I promised I would write about this in an earlier post, and since the idea was actually inspired by someone, let me get these thoughts written down.
That word – influencers – it’s kind of loaded isn’t it? Let’s look at it from a business, more specifically a marketing point of view (since that’s what I do now). Here is how Business Dictionary.com defines the term:
Individuals who have the power to affect purchase decisions of others because of their (real or perceived) authority, knowledge, position, or relationship. In consumer spending, members of a peer group or reference group act as influencers.
The definition specifically calls out consumer spending, but I believe it applies to B2B spending as well. Social media makes it pretty easy to find people who are going to influence buying decisions for our products inside their own companies. Even more importantly, influencers who are active in social media can impact the buying decisions of people outside their company as well. That is why it’s so important to find and interact with the influencers in our community.
There are all sorts of tools to find folks in our industry who have real or perceived authority, knowledge, position, or relationship. I think the danger is that they can’t always help you find the people who are real. I remember when some of the tools first came out, our downstream teams used them to find storage influencers. Luckily they ran the list by me before they sent NDA meeting invites to several competitors. Now, competitors are influencers, but it’s not a good idea to try to influence them with NDA meetings. 🙂 Also, the tools missed people that I considered key influencers, they just didn’t meet the criteria of the matching algorithm . You can use the tools as a starting point, but finding influencers for your product takes more work than that.
In no particular order, here’s how I find influencers who use social media
- Searching for your product’s keywords. Use Google alerts, Radian6, or whatever search tool you like best. Enter the name of your product, as well as the keywords that describe your industry and the technical problems your product solves. Now find the people who are talking.
It helps when people write great blog titles, use tags, tag vendors in tweets….but that’s just not how it happens most of the time. Do your homework y’all!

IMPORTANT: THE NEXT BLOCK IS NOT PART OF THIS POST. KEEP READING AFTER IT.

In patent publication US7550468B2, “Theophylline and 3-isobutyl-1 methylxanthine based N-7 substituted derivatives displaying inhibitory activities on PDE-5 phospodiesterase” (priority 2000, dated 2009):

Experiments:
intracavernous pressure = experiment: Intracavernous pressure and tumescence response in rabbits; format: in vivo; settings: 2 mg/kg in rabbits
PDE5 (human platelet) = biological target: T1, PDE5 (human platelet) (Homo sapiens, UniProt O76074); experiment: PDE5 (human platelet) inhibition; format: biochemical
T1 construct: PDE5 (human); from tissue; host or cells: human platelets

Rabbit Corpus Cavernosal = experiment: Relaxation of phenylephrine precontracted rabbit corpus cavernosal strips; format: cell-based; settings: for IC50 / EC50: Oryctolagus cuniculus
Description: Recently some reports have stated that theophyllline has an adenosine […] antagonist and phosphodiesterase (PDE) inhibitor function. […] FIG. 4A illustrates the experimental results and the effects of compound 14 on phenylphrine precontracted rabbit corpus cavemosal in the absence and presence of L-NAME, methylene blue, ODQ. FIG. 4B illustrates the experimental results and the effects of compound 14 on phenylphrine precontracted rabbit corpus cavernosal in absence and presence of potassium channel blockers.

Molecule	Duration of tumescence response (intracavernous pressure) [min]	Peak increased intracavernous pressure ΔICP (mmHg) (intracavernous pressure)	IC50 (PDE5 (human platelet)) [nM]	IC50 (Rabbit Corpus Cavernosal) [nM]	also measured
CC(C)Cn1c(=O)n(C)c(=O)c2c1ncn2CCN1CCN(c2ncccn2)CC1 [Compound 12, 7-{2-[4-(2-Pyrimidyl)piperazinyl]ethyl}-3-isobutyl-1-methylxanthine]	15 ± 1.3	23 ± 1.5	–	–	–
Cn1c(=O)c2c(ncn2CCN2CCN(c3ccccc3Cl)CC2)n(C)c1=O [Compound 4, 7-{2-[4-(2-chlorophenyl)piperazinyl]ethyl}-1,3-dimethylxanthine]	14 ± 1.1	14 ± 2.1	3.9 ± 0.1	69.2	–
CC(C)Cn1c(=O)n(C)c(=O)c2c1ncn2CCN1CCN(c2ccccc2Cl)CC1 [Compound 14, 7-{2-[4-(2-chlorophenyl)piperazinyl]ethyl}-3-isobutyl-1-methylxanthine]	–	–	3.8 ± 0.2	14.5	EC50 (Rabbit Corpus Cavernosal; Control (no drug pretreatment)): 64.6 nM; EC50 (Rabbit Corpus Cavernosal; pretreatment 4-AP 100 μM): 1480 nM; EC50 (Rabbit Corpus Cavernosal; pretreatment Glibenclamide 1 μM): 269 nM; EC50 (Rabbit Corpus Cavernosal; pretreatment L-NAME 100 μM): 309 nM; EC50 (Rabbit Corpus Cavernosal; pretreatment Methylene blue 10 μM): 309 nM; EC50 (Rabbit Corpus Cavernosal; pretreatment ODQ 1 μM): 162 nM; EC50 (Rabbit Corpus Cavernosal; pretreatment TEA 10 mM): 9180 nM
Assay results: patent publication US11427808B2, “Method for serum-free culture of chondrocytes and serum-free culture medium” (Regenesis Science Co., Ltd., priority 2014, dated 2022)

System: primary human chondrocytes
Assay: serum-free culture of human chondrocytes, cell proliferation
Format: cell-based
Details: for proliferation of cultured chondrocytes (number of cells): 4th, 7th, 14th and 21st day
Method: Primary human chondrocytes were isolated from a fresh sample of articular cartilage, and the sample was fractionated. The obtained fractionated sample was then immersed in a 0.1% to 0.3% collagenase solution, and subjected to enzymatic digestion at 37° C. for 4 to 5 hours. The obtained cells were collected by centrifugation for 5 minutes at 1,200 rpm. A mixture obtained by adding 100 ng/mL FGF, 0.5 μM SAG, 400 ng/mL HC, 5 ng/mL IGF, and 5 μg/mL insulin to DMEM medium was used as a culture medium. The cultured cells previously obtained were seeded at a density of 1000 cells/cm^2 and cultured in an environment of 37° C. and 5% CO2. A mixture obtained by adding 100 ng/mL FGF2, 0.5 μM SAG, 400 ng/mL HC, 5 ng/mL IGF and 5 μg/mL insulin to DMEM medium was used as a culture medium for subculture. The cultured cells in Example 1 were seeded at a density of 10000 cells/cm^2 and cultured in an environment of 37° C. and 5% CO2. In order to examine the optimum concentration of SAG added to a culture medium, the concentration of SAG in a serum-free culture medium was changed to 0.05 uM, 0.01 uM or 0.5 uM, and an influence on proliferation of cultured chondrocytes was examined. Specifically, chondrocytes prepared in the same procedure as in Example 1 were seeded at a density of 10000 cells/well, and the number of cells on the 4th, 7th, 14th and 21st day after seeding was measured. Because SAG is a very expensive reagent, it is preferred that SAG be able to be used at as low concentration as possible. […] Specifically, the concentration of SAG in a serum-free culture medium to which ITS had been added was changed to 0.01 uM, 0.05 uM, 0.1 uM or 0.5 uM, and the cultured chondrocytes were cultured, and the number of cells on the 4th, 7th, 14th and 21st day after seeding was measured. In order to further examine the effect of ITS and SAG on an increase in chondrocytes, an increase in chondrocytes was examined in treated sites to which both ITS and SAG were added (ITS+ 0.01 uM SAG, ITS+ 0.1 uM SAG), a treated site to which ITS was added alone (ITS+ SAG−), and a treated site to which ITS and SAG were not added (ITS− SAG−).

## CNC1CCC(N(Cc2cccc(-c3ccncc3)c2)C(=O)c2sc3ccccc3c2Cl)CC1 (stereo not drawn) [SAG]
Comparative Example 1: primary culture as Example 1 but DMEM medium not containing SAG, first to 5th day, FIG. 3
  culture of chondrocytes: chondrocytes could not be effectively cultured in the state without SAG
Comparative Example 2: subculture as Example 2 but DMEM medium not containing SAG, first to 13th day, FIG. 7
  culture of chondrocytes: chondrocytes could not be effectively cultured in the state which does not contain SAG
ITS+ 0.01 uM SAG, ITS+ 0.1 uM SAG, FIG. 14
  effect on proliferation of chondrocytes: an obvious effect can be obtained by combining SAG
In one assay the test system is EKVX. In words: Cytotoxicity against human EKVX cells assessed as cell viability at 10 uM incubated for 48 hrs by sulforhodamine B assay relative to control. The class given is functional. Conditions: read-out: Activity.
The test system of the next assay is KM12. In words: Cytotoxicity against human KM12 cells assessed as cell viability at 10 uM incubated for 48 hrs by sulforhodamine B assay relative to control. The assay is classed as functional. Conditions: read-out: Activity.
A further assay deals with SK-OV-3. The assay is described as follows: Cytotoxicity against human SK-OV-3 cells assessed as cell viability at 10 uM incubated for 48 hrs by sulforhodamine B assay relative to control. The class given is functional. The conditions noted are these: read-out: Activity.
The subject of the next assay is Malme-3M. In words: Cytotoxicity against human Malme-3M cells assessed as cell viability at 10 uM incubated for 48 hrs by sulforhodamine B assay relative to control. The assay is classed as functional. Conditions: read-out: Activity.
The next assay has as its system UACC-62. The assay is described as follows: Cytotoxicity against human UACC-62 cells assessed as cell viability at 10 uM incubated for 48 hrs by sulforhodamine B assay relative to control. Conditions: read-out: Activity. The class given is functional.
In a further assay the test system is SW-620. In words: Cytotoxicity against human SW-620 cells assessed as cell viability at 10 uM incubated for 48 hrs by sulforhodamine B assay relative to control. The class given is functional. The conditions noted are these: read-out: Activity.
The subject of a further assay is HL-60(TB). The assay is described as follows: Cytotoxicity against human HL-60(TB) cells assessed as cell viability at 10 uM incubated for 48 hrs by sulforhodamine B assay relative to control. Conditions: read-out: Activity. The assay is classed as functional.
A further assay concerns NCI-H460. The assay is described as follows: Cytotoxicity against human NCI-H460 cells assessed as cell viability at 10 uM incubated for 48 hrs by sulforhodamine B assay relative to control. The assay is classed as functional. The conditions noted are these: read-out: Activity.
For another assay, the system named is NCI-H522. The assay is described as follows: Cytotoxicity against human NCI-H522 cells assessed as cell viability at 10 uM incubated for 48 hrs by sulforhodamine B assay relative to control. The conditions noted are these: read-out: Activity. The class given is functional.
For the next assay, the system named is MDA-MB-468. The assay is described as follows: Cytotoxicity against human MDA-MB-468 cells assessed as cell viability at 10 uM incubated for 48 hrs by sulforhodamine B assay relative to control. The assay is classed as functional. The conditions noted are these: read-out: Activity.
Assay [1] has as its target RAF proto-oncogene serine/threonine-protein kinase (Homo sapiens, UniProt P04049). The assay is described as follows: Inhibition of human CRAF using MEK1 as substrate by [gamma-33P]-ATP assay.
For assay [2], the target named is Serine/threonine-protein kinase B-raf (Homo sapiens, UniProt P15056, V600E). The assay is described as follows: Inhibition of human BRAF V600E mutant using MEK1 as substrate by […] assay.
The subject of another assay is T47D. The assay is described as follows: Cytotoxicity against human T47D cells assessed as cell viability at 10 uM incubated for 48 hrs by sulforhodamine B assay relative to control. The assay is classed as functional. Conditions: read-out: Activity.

- Follow people you find, and read what they write. The only way you can know a person you’ve identified as a potential influencer is real (and not just perceived), you have to read what they put out there. This probably means that you don’t want to leave this task to someone who doesn’t speak the language of your audience. If you aren’t technical, and you’ve got to find influencers, do a little homework, maybe interview some of your internal technical resources to learn the lingo. If you find the right people to follow, you’ll learn a lot from reading them.
Pro tip to non-technical marketers: don’t pretend to be technical. We’ll always figure it out. But, don’t shy away from participating! Just be you…be open…and remember that influencers are amazing individuals, they are not cookie cutter personas.
- Follow people that the people you find in your search interact with/follow. From what I’ve observed, influencers are very social. Go read who they link to in their blog posts, who they retweet. There’s a very good chance you’ll find another influencer that way.
- Use Twitter lists twitter lists are great, they are self-curated lists from events or of users who know a lot about a certain topic. You can even follow someone else’s list, and read tweets from people on the list without having to follow them.
- Interact with the people you’ve identified as influencers. The trick to this is to be real, not creepy. This where reading what they write comes in handy. If they write some amazing content, share it. Don’t just share the content if it’s about your product or company, share other content too. Respond in the comments on their blogs. Root against them during the Superbowl on Twitter. You know, the same things you’d do if you were getting to know someone in person.
Once you find influencers, you have to work hard to nurture them. But nurturing influencers is a post for another day.